5. Within developing countries, tobacco ranks ninth as a risk factor for mortality in those with high mortality and only ranks third in those with low mortality. This means that there are still countries where other risk factors for disease and death are still more prominent than tobacco use, but that does not mean that tobacco is not a serious health concern all over the world. Of these developing countries, tobacco accounts for up to 16 percent of the burden of disease (measured in years).
  6. China has a higher smoking rate than the other four countries ranked highest for tobacco use combined. The government sells tobacco and accounts for nearly 10 percent of central government revenue. In China, over 50 percent of the men smoke, whereas this is only true for 2 percent of women. China’s latest Five-Year Plan (2011 – 2015) called for more smoke-free public spaces in an attempt to increase life expectancy. A pack of Marlboro cigarettes in Beijing goes for 22元, which is equivalent to $3. This is far cheaper than what developed countries charge with taxes. This continual enablement is a prime example of why smoking rates in developing countries are such a problem. While many people mistake China for a developed nation because it has the world’s second-largest economy and third-largest military, it is still a developing country.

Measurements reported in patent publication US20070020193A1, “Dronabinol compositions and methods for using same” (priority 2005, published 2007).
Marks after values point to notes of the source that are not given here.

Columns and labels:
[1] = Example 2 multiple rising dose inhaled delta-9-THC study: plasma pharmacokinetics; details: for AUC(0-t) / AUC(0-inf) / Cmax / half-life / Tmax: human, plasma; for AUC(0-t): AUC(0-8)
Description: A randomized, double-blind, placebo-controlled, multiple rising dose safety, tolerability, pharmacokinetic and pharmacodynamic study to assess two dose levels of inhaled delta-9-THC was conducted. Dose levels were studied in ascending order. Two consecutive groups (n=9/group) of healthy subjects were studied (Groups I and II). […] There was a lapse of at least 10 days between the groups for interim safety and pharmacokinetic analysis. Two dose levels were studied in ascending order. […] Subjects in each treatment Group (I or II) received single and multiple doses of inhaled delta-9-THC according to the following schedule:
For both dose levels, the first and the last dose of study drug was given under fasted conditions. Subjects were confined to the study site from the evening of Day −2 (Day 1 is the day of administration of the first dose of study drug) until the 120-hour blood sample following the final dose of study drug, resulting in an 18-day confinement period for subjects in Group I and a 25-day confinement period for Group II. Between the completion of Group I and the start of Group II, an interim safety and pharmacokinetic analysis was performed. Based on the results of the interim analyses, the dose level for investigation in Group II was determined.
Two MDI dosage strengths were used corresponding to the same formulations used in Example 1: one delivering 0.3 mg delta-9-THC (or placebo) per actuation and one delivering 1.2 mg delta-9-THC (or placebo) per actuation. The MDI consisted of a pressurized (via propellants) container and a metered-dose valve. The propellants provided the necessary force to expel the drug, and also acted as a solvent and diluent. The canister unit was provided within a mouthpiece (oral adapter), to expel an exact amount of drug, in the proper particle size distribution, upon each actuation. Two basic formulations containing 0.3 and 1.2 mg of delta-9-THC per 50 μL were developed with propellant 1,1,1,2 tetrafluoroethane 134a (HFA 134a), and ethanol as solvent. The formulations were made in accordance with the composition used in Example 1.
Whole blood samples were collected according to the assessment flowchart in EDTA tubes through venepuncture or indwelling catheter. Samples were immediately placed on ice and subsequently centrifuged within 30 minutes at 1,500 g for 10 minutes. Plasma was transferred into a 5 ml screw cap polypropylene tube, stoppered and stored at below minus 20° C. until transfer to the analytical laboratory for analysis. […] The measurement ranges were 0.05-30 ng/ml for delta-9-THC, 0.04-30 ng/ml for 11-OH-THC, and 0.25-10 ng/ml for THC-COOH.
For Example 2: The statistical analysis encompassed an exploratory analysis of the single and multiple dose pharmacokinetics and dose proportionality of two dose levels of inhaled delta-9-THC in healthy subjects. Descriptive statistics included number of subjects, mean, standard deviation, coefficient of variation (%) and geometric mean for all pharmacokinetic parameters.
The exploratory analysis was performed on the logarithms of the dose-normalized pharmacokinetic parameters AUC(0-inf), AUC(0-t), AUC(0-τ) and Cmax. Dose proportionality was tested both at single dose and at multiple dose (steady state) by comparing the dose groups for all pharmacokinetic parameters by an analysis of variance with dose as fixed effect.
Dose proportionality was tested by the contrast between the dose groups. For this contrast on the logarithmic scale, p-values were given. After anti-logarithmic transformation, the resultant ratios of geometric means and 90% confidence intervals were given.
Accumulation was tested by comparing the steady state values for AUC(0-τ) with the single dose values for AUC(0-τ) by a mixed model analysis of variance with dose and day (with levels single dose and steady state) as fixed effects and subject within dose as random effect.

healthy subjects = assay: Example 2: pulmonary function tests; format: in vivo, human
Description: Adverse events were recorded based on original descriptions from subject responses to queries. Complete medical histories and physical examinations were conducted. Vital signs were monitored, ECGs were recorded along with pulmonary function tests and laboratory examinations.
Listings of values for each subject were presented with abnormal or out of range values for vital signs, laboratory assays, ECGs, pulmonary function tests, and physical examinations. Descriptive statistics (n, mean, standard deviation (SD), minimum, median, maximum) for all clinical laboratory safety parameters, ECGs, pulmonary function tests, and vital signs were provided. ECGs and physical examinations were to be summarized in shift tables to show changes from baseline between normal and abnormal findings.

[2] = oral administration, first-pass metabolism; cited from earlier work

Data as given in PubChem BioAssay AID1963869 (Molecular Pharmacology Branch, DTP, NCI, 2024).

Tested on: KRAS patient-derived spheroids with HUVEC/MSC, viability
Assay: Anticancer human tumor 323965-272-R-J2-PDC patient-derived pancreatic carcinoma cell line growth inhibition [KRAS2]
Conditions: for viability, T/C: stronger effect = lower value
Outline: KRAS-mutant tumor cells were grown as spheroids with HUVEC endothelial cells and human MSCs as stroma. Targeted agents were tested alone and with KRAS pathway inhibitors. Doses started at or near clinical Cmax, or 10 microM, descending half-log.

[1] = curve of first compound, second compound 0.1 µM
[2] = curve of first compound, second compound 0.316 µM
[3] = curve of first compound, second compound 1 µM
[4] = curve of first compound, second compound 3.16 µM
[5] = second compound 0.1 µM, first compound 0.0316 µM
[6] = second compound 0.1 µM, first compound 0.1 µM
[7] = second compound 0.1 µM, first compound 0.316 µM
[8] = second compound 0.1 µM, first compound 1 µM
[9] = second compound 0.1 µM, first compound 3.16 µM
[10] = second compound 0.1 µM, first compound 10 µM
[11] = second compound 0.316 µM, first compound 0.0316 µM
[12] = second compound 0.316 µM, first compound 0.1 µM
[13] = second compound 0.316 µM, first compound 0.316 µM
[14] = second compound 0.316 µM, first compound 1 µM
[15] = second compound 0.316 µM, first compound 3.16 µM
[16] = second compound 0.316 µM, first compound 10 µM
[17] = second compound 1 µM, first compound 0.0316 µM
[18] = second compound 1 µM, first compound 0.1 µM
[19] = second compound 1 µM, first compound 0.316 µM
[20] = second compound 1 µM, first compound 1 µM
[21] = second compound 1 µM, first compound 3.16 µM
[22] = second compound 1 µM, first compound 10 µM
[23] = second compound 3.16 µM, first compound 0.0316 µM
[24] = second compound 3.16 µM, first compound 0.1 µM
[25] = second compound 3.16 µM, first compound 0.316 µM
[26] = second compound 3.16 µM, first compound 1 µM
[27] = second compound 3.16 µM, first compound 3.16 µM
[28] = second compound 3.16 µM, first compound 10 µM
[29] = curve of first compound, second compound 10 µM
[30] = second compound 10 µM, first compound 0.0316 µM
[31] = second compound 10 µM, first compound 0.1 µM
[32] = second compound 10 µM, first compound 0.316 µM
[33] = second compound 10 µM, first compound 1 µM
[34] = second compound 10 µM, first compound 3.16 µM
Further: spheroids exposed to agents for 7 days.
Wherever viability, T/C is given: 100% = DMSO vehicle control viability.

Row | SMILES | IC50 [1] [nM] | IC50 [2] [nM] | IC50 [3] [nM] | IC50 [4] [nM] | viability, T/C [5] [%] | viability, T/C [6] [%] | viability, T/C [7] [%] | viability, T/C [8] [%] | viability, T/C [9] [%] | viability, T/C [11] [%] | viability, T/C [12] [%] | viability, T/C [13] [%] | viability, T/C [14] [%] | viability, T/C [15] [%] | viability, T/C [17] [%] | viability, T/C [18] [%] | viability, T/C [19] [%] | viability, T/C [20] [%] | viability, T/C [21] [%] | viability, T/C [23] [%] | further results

In countries like China where smoking rates are booming and death tolls sailing, tobacco control policies may not be the best solution. While raising taxes to reduce consumption may seem like a simple concept, when applied to real communities, a huge percentage of people living in poverty with this addiction will either be spending more money on tobacco products or suffering from withdrawals. While it might be easy for many people to ignore the suffering of the other, in this case, a lower-class cigarette smoker, one cannot forget how the cycle of poverty and addiction and oppression has influenced their path in life.

Helen Schwie
Photo: Flickr